Dr Sarah Payne is delighted to announce that Lisa Lavia, Managing Director of the Noise Abatement Society has started her doctoral research as part of Project DeStress. Already a Project Partner, Lisa is now extending her involvement with the project, diversifying from assisting with public engagement and enhancing the impact of DeStress results, to creating her own research data and evidence. Supported by both Heriot-Watt University and the Noise Abatement Society Lisa will have further time to pursue her own Project DeStress related soundscape, built environment, and health interests over the next three years during her PhD research studies. Lisa has been working and researching in this area for many years now, so we are happy to benefit from her expertise and support her on this new journey into applied academic research. To celebrate the start of this process Lisa has written the following thoughts for the DeStress website:
“Noise is unwanted sound and adversely affects health and wellbeing. Generally, policy and planning guidelines focus on noise abatement techniques and requirements. However no one wants silence at all times, but rather spaces with good acoustic quality supporting the intended use and activities of places: whether for vibrant cultural offerings or a good night’s sleep. While this concept is simple, designing for context-dependent human responses is highly complex. As a member of the International Organization for Standardization (ISO) Soundscape standards committee (Part 1 and Part 2), through my work at the Noise Abatement Society, I have been helping to develop, research and evidence new acoustic measurement and assessment methods which more accurately reflect what the listener hears (connect with me on LinkedIn and ResearchGate for more information). Soundscape practice opens up new, multi-disciplinary ways of positively managing the sound environment to benefit communities, and improve social cohesion and health and wellbeing.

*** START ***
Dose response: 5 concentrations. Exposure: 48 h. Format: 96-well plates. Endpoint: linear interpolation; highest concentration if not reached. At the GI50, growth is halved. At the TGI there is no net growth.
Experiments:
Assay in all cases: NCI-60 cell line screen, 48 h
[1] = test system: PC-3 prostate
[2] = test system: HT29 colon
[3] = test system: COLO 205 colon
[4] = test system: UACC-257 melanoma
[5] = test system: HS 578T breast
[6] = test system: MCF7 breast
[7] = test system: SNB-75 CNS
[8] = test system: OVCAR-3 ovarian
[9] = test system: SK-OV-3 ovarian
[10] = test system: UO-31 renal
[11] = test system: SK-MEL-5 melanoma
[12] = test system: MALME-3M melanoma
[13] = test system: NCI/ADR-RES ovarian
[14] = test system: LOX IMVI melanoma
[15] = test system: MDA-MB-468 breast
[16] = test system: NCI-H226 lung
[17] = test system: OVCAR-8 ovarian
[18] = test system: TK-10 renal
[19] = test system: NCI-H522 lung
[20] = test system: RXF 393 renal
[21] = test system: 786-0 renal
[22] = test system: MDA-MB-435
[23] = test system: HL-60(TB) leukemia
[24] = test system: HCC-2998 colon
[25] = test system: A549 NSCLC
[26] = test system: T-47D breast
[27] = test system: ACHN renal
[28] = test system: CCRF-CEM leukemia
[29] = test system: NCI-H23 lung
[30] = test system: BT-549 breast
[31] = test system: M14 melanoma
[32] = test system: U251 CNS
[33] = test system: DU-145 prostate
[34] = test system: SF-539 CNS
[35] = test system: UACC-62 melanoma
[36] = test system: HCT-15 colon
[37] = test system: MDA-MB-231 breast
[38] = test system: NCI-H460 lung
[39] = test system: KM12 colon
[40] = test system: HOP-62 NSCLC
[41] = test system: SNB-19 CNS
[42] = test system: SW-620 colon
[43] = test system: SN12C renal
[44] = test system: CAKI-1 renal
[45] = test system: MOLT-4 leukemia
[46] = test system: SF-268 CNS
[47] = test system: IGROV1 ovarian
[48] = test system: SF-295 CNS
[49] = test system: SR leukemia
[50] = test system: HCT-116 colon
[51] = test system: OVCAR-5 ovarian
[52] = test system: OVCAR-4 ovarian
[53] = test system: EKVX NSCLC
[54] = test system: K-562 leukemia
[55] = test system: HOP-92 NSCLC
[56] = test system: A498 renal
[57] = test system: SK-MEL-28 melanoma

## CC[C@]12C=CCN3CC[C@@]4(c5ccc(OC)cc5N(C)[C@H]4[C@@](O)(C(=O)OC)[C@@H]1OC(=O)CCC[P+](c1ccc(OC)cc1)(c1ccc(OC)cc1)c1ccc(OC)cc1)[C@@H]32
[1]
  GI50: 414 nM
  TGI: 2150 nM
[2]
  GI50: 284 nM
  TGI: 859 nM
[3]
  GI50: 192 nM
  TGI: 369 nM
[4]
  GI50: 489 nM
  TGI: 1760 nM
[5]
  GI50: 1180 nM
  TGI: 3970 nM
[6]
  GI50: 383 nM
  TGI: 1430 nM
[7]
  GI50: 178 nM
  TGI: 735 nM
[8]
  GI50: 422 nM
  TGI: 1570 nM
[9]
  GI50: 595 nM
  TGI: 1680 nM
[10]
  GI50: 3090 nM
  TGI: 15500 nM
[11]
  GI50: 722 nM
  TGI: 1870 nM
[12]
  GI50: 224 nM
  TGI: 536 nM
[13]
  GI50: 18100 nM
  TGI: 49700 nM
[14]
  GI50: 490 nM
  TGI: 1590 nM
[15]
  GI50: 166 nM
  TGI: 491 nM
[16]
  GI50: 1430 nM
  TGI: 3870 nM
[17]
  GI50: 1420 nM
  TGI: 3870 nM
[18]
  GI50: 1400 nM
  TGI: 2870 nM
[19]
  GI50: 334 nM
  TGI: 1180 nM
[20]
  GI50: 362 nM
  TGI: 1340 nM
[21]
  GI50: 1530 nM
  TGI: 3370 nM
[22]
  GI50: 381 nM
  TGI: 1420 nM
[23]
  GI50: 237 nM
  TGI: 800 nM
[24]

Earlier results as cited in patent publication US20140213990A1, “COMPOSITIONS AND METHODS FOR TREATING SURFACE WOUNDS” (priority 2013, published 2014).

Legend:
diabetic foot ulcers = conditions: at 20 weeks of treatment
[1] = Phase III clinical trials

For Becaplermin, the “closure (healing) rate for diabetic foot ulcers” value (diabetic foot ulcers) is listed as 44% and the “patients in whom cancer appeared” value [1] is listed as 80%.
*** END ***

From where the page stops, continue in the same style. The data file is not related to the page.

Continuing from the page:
The aim of Project DeStress: “Designing and Engineering Soundscapes To enable Restorative Environments for Sustainable Societies” is extremely timely in order to help develop the evidence base for design specifications in the built environment. Now more than ever, against the backdrop of rapid urbanisation trends, new tools and methods to apply soundscape methods for planners are crucial. For these reasons and more I am very excited and honoured to have the opportunity to be part of the Project DeStress team, supported by the Noise Abatement Society, and conducting doctoral research exploring the issues and methods facing planners when incorporating the health implications of soundscape practice into their consultation, engagement and commissioning processes.”